Units of time – what an inspired idea. The only way to truly maximize paltry pleasure in one’s life, while avoiding any productive or meaningful endeavor, is to carefully structure one’s daily activities. Hence, the importance of units of time.

In “About a Boy,” Will Freeman (Hugh Grant) programs his day for optimal frivolity with the skill of someone with years of experience – 38 years to be precise. For Will, a man strongly opposed to the adage “No man is an island” and even more strongly opposed to the concept of work, a day can be most efficiently split into 30-minute units of time: Taking a bath, one unit. Exercising, three units. Having your hair carefully disheveled, four units.

The directors of “American Pie” and the producers of “Meet the Parents” teamed up with the makers of “Notting Hill” and “Bridget Jones’ Diary” to create “About a Boy.” It’s also the latest screen adaptation of a Nick Hornby novel – the previous one being “High Fidelity” with John Cusack.

While “About a Boy” clearly fits within the often-squelchy category of romantic comedy, it has a darker twist less seen in other films from this genre. And Grant himself was a pleasant surprise. Gone was his infamous tousled hairdo, which warranted front-page news attention in the UK – where, apparently, Grant’s forelock is considered a national treasure. Gone too was his bumbling, self-deprecating, yet oh-so-adorable persona. OK, so his charm still lingered, but the character portrayal was less shallow, even if the character himself made a puddle look deep.

Will has devoted his life to bachelorhood with as much zeal as he has devoted to fine-tuning his knowledge of fashion, fast cars and inane game shows. He has never worked a day in his life, preferring to live off the royalties of his father’s one-hit wonder – a cheesy Christmas tune his dad wrote decades before and spent the remainder of his life trying to forget. In a moment of true male reasoning, Will realizes the best way to get laid is to pick off the vulnerable members of the flock: single mothers. And where best to meet them than in a support group.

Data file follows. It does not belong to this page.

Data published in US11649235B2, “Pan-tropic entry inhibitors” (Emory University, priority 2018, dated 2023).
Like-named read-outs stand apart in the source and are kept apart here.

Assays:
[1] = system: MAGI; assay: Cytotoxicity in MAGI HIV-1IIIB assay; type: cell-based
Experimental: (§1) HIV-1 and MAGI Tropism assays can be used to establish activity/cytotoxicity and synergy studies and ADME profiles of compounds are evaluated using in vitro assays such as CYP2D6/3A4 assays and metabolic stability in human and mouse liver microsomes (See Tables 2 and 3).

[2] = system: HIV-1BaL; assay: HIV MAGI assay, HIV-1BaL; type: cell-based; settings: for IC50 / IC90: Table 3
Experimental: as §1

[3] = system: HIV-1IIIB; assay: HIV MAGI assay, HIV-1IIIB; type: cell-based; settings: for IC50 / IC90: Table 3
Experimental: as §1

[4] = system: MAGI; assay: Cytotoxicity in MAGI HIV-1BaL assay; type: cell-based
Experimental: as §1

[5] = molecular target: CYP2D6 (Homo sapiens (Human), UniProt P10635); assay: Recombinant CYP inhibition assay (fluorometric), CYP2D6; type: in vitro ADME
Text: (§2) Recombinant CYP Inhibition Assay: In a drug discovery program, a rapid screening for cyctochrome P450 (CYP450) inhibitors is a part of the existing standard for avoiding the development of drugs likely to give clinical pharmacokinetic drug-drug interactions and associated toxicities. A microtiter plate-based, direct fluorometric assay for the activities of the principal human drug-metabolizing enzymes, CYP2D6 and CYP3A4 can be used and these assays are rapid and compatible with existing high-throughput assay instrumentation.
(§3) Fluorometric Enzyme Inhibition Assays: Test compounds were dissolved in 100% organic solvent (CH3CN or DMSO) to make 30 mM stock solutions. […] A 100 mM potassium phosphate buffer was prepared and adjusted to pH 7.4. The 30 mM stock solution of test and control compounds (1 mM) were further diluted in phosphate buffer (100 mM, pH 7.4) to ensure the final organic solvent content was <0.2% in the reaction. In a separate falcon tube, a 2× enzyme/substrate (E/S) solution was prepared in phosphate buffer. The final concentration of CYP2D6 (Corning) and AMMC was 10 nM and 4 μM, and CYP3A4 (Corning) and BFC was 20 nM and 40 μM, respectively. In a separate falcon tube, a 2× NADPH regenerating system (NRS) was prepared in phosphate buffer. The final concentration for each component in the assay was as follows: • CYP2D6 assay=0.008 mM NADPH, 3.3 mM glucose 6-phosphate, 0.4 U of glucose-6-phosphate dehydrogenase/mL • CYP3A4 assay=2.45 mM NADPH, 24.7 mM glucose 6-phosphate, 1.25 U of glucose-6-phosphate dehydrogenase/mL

Will invents a two-year-old son and joins Single Parents Alone Together (SPAT), a small association primarily made up of wronged females. At a group picnic, Will’s life collides with that of an awkward 12-year-old boy (played by Nicholas Hoult), who is ruthlessly bullied at school. (Perhaps not entirely surprising considering his wardrobe centers around a wooly cardigan with rainbow and cloud motifs on the back).

Marcus’s main problem in life appears to be his too-old-to-still-be-a-hippie single-mother, the terminally teary-eyed Fiona (Toni Collette) – well, that and the fact that he has an unfortunate habit of breaking out into Carpenters tunes in class; never a good survival strategy. Will finds meaning in life by imparting his own extensive knowledge of popular culture on a very impressionable 12-year-old boy. While this sounds like a story that might collapse under its own sugarcoated weight, the plot has a much darker undertone that provides a welcome three-dimensionality.

“About a Boy” is solid entertainment and provides insight into the breadth of Grant’s abilities – he plays Will with appropriate superficiality, yet overlays a sad emptiness that complicates the character. This isn’t a film that requires intense cerebral function, but who needs that on these balmy summer evenings? And, hey, watching it will take up less than four units of time.